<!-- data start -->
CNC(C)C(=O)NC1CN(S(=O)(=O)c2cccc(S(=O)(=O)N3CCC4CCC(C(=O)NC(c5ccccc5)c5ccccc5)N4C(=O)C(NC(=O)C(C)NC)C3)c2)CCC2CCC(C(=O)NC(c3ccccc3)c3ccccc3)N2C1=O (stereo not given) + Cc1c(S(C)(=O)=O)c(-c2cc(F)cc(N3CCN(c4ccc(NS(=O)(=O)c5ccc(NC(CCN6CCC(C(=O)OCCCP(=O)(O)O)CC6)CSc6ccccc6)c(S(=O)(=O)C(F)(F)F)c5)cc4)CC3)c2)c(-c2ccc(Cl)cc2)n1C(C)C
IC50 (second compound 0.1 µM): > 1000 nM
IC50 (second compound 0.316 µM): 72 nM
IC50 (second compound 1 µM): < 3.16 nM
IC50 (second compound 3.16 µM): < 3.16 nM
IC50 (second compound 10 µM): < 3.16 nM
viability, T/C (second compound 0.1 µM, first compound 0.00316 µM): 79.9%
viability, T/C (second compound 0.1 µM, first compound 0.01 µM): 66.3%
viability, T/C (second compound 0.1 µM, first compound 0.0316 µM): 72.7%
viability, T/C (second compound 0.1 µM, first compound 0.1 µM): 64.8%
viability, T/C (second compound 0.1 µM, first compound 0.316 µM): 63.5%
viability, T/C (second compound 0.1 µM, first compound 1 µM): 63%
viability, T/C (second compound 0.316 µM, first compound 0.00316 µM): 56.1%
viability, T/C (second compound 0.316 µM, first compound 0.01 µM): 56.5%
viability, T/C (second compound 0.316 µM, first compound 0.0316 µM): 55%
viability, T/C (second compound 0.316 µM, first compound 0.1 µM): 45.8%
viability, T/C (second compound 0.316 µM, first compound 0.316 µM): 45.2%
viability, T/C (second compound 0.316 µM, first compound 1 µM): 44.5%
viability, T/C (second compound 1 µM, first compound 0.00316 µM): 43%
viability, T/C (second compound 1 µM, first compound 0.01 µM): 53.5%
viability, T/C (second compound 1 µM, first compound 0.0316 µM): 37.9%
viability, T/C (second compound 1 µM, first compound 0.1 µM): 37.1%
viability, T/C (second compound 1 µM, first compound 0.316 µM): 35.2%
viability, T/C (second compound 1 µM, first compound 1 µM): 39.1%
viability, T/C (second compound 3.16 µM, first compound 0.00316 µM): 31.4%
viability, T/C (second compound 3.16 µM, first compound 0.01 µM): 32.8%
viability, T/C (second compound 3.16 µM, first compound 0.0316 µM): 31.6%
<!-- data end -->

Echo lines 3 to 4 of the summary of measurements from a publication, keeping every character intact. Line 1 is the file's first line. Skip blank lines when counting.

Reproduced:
IC50 (second compound 0.316 µM): 72 nM
IC50 (second compound 1 µM): < 3.16 nM